Asymmetry of ECOWAS integration process: contribution of regional hegemon and small country

Cover Page


This article deals with the role of Nigeria and Ghana in ECOWAS specific fields of integration since its creation in 1975. It showed the relevance of Nigeria as a regional leader and the importance of Ghana as a key factor in ECOWAS integration process, and their respective foreign policy stand towards West African integration process in the present century. In order to evaluate and present the role of Nigeria and Ghana in ECOWAS integration process, the authors set out three main tasks to actualize it. The first task is to identify the main areas of ECOWAS integration process, namely: economic integration, security formation and political reformation using qualitative methodological analysis to achieve this task. The second task is the review of ECOWAS operational structure, which explained how Nigeria was able to exert its hegemony status in ECOWAS, and how Ghana is able to remain useful in ECOWAS despite the overwhelming influence of Nigeria. The third task is using historical analytical method to present facts and explain the various contributions by Nigeria and Ghana in ECOWAS economic liberation process, peacekeeping operations, and political interventions in ECOWAS member states which have brought relative peace and security to the region. The authors draw conclusion based on the result of the research analysis that, in spite of ECOWAS compositions which include the Francophone countries in the region and its leadership structure, Nigeria and Ghana have led by example, by devoting much attention and commitment to the ECOWAS integration process through mediations, peacekeeping, political intervention and economic cooperation.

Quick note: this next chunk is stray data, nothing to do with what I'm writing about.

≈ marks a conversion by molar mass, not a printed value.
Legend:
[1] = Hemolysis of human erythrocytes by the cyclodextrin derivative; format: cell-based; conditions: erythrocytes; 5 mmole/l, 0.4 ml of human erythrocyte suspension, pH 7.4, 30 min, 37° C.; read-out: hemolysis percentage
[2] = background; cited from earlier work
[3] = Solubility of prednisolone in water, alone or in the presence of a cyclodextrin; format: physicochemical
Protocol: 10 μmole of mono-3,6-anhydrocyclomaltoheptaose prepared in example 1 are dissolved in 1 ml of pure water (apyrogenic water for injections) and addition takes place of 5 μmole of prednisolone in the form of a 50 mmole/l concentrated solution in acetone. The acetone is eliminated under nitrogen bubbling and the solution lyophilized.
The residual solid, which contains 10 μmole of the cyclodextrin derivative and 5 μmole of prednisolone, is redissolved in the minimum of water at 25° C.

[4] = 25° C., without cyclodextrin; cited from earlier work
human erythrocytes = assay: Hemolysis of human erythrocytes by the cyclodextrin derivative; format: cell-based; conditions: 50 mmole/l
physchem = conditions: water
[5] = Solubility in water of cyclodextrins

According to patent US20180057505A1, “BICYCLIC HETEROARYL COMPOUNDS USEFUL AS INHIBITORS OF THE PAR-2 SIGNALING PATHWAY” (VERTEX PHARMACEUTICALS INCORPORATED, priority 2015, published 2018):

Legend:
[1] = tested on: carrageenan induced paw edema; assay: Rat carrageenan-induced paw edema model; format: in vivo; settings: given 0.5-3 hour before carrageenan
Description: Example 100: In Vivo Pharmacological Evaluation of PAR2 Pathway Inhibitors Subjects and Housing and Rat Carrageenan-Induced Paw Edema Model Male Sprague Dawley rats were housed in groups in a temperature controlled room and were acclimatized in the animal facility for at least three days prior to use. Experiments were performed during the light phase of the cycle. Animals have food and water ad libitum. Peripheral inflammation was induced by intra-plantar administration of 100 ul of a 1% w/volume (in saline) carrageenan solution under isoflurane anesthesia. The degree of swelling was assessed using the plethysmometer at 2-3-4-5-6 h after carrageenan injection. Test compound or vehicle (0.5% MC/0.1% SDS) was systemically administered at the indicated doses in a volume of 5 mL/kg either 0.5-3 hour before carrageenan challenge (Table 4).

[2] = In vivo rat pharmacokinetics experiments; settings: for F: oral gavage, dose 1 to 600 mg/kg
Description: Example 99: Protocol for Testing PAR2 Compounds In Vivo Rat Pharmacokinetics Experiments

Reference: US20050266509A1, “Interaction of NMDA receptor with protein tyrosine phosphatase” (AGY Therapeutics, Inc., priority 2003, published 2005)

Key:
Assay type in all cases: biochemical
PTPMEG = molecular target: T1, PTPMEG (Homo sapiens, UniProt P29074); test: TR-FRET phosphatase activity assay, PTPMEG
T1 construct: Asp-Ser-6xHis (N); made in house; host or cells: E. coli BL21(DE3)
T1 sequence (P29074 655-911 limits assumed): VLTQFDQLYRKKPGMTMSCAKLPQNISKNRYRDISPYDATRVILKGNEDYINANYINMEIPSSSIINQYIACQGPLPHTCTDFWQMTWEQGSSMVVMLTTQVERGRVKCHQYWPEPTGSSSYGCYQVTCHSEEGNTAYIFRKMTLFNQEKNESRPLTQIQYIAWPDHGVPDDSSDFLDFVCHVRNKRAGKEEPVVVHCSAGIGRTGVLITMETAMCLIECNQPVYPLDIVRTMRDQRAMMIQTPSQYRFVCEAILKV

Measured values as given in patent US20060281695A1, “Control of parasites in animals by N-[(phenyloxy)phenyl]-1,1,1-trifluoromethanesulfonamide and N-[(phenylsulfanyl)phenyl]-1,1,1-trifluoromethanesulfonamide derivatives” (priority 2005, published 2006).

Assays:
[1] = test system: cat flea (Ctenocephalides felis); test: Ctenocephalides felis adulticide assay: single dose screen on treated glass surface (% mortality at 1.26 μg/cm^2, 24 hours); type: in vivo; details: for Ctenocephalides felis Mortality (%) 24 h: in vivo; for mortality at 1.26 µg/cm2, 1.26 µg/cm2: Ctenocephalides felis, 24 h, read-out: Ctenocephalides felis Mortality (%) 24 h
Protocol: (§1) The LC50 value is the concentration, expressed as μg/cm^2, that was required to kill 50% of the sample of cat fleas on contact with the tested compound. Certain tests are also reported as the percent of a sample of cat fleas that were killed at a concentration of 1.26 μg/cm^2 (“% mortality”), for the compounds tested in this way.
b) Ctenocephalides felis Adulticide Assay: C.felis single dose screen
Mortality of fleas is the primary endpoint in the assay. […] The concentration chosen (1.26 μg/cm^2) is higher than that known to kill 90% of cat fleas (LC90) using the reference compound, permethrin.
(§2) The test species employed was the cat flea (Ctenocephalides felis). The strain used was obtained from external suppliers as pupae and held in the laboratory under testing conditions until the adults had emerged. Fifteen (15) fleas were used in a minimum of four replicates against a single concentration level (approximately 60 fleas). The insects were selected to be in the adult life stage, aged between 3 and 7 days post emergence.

Full Text